I make this point not to burden Nectir with such lofty comparisons, but to highlight that people who are not in an (initial) target audience are horrible prognosticators of user adoption.
So, when I compare Nectir’s product to Slack, I encourage you to move past “well, Slack could just do that.” Stewart Butterfield and his new Salesforce overlords…erm colleagues…have a lot on their plates and are used by less than 6% of Higher Ed today.1
The design is modern and easy to use. Its mobile-first and fast. Its worth the friction of a teenager/twenty-something downloading a new app, a bar that is getting harder and harder to clear. And Kavitta and Jordan are just getting started. Until recently, it was, quite literally, coded in a dorm room!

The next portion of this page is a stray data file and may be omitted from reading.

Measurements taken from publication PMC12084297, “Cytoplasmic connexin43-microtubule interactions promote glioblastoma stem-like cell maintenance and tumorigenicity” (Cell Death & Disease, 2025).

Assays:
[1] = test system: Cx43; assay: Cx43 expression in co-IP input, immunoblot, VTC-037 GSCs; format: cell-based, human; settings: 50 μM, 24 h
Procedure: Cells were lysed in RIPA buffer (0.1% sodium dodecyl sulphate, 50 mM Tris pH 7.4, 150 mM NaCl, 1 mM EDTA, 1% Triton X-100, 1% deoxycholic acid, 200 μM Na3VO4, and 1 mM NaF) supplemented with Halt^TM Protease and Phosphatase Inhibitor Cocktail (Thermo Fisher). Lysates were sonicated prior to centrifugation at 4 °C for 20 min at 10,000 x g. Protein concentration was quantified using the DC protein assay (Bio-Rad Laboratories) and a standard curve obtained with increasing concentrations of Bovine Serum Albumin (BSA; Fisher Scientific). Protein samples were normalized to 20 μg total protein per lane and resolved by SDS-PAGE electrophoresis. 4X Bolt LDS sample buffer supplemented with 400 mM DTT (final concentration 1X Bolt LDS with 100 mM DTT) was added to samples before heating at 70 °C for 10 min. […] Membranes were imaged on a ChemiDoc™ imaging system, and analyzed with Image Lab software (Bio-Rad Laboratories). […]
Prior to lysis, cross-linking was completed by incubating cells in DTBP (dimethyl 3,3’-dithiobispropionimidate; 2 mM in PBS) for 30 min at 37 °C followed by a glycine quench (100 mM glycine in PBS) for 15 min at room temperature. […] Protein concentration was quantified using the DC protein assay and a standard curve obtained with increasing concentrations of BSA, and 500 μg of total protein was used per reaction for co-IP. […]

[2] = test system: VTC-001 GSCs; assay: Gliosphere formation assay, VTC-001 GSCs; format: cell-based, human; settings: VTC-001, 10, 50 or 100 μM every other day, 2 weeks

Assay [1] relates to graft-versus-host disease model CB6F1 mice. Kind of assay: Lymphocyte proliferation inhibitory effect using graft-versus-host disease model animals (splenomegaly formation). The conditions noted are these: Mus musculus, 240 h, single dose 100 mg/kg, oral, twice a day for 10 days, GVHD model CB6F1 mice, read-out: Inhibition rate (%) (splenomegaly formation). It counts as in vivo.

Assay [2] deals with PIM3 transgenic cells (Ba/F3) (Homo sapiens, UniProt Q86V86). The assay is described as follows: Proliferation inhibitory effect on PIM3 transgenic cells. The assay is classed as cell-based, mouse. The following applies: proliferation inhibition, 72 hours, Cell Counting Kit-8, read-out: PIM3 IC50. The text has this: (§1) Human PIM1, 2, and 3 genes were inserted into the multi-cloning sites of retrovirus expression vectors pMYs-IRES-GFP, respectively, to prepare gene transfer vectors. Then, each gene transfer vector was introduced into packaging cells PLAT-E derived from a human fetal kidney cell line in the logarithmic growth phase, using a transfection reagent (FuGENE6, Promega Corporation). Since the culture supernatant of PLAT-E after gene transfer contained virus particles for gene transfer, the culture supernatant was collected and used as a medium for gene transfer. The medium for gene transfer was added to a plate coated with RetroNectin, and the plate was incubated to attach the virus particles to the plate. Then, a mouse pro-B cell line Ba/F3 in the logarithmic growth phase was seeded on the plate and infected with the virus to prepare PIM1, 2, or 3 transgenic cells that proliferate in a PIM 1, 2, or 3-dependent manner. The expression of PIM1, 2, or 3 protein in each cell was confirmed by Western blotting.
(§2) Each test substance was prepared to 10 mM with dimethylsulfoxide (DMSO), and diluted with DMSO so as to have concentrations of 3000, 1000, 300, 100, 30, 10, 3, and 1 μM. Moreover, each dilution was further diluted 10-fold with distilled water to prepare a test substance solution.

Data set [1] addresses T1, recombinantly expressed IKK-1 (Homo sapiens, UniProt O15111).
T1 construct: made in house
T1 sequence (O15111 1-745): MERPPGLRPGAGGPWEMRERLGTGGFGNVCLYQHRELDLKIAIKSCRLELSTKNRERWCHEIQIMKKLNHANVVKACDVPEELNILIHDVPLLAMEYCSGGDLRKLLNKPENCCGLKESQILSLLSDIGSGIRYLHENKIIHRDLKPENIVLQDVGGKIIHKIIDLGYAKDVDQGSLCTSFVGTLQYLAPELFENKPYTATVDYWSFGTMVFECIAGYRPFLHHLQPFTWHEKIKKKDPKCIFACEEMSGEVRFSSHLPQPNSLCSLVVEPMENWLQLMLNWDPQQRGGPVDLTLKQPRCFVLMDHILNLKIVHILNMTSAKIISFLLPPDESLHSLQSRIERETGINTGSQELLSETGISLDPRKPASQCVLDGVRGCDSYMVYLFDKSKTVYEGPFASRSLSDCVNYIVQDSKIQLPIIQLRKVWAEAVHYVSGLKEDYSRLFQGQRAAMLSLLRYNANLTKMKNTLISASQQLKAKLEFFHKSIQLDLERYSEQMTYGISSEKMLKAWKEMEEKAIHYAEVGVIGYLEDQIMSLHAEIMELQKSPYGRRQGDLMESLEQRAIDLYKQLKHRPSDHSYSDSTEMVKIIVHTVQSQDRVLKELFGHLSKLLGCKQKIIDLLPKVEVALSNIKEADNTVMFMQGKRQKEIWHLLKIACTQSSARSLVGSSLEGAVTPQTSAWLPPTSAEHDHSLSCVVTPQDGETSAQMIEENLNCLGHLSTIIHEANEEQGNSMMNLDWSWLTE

Ultimately, the reason I love Nectir’s product is because students - Nectir’s target audience - love it.
In the VC world, we think a lot about TAM, or Total Addressable Market, when considering how big a company could grow to be. Calculating TAM takes both art and science. The reality is that most companies morph and shift over the course of their lives and today’s TAM could be completely inaccurate for what the company tries tomorrow.
As a result, I also like to think about “Is it crazy to think that the company could grow to $X size in this market?”, where $X is dependent on the company’s stage and the growth needed to make the next funding round.
In Nectir’s case, they are a pre-seed company playing in the US HED space. They will need ~$1-2M in revenue to get their next round of funding. Can they get there?
There are a couple of heuristics we can use to size the HED audience quickly. All are rounded to keep the math easy.